Summing up the finely erudite analysis of dr. Sowell, we can conclude that, contrarily to the unconstrained vision, the constrained one prefers common sense to emotion, reality to utopia, the best world possible to the ideal world, the real man of ever to the new man, and reformation to revolution, resulting that differences from the way each one faces that same man: the constrained looks him as an imperfect and decayed creature, with unchangeable vices and tendencies, so, to her, the most effective policy that can be taken is the one that tries to conciliate such a nature with common social good, puting the first working for the profit of the second; inversely, the unconstrained, facing man as a small god, believing blindly in the unlimited capacities of reason and in the complete maleability of man's characther, intends to built, in her most radical version, paradise on earth, but, despising simple truths about human nature, only reachs...hell.

    This a superb book that I highly recommend to everybody, specially persons from the conservative and non-political correct family....more info

  • Sowell goes straight to the roots of ideological conflict
    Why do the supposedly "intolerant" seem more tolerant of disagreement than the "tolerant"? From the time I began to think critically about politics, I was puzzled by the different ways in which people of the left and right saw each other. When I argued with a conservative, I was always treated with civility by my opponent; we could agree to disagree about a given topic, and then go on to something else. But when I argued with a liberal, I often would be personally criticized for my lack of compassion. Since my intentions were good regardless of the side of the debate that I was on, I couldn't figure out why one side saw me as misguided, but the other saw me as mean and unfeeling -- or, to put it another way, why those on the left, who preached "tolerance," seemed so intolerant of disagreement.

    Dr. Sowell's book was a revelation. It seems that this civility gap, as I like to call it, is quite old. It stems from the "conflict of visions" for which the book is named. People of the "constrained" vision see limits to what human beings -- and particularly government -- can accomplish. Hence they do not try to solve every problem for every person. They see attempts to solve unsolvable problems as idealistic and misguided, but in no way evil. People of the "unconstrained" vision, on the other hand, believe that all problems can be solved if everyone is virtuous enough. So they see people of the "constrained" vision -- who seem to them unwilling even to try -- as lacking in virtue.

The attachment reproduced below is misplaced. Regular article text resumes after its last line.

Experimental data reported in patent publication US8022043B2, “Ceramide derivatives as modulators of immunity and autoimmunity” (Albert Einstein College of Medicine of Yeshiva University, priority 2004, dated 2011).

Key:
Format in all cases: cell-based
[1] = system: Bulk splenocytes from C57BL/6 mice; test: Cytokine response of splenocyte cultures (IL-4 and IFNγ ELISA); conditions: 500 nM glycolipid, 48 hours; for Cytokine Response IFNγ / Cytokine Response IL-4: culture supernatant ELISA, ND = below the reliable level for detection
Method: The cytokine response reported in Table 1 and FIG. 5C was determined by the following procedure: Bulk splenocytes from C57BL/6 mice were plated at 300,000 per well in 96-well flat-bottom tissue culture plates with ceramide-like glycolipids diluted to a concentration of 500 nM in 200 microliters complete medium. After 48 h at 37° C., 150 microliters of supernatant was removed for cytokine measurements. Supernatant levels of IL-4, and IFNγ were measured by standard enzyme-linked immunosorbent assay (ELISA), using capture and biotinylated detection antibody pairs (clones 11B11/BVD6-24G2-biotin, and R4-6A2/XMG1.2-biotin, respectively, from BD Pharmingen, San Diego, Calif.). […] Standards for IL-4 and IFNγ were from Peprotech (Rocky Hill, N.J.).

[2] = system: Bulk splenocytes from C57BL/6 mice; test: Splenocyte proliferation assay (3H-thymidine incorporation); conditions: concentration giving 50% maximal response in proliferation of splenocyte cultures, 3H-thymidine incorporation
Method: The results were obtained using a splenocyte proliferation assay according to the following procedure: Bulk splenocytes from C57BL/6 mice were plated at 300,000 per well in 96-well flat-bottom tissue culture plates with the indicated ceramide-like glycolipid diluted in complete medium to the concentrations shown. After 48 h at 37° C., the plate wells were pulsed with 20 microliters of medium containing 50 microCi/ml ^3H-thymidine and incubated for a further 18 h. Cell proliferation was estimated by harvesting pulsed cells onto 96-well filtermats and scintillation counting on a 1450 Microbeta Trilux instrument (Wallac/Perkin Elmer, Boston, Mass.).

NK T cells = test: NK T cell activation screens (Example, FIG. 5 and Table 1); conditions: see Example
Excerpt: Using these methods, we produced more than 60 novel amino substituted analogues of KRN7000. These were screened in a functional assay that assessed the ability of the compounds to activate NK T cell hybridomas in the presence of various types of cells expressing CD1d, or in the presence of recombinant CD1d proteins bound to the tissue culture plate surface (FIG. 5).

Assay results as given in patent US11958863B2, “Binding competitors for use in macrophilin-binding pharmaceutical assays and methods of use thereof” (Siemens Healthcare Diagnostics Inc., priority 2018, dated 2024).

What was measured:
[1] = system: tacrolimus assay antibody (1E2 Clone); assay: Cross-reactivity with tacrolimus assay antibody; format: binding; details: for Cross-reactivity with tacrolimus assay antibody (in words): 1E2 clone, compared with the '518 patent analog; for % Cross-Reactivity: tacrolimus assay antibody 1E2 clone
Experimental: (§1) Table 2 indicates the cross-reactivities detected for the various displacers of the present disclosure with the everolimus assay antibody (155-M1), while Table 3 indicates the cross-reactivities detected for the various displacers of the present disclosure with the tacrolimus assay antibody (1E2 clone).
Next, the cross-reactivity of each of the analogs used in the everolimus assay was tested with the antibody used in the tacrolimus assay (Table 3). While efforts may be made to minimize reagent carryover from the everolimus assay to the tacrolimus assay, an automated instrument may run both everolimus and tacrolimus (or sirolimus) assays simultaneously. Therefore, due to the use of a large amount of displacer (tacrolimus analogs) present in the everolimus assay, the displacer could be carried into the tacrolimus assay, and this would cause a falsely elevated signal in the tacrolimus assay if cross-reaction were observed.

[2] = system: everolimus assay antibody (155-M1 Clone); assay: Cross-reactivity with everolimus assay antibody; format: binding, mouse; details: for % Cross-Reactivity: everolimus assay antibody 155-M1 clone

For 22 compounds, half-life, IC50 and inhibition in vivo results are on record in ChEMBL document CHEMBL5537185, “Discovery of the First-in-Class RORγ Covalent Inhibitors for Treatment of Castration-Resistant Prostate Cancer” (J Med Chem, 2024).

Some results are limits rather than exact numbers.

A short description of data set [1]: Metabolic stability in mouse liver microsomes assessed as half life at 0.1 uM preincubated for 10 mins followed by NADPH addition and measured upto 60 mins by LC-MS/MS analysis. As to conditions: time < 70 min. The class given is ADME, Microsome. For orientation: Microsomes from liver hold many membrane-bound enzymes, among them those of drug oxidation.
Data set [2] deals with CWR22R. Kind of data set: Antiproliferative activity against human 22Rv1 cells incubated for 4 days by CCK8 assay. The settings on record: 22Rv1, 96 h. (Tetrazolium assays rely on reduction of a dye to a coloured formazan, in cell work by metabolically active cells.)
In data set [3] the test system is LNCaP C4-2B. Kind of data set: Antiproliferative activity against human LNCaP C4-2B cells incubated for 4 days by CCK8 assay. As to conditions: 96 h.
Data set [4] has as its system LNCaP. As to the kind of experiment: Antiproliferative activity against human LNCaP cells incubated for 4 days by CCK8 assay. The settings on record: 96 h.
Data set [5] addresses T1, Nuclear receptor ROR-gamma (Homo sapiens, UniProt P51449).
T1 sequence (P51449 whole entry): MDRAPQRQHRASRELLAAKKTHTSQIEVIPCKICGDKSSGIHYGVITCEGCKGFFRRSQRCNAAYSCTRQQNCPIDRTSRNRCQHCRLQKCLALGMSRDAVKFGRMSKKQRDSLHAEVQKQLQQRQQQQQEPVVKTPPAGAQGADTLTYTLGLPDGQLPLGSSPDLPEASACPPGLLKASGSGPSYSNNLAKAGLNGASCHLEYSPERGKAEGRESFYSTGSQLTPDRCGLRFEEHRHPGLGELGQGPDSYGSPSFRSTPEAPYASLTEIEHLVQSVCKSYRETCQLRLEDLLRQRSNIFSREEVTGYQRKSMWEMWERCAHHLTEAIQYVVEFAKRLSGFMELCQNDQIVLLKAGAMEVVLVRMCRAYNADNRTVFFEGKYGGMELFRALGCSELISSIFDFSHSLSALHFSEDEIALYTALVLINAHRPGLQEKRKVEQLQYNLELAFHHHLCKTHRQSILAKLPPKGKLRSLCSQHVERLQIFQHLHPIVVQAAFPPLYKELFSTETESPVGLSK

To show just how old this conflict is and how it has not changed in many generations, Dr. Sowell presents a debate between some leading thinkers of the late 18th century. Dr. Sowell researches and writes like a genuine scholar as opposed to a political pundit, and although from his other books we know where his heart lies, in "A Conflict Of Visions" he is careful to present the debate in a balanced fashion. After you read "A Conflict Of Visions," what you see on TV and in the newspaper will make more sense than before. Enjoy....more info

  • Shallow, Reductionist, Simplistic
    I am at a loss of words about how troubling I find this book and the ideas conveyed herein. First, Sowell in this book promises to construct and teach to the reader a simple mental device that allows the reader to reduce a vast, nuanced, complex world of ideas to a single, binary heuristic device that is simple enough that a precocious 12 year old could learn it. This is the academic political theory equivalent of watching Sean Hannity or Glenn Beck on television. This is a book about how to learn to see the world in black and white, us and them, liberal and conservative, utopian and tragic. It gives the reader a set of simple tools that are powerful in that they can be applied to most of history and political and social theory. It is a reductionist dualism that is at the heart of contemporary Republican politics in the United States of America and that defines the zeitgeist of the post-1994 Republican Party in American politics. If you like your political theory sophisticated and intelligent, you will be disappointed in this. But if you want to learn tricks for winning shouting matches defending Republican talking points on blogs and internet political message boards, this book will be a powerful tool in your belt....more info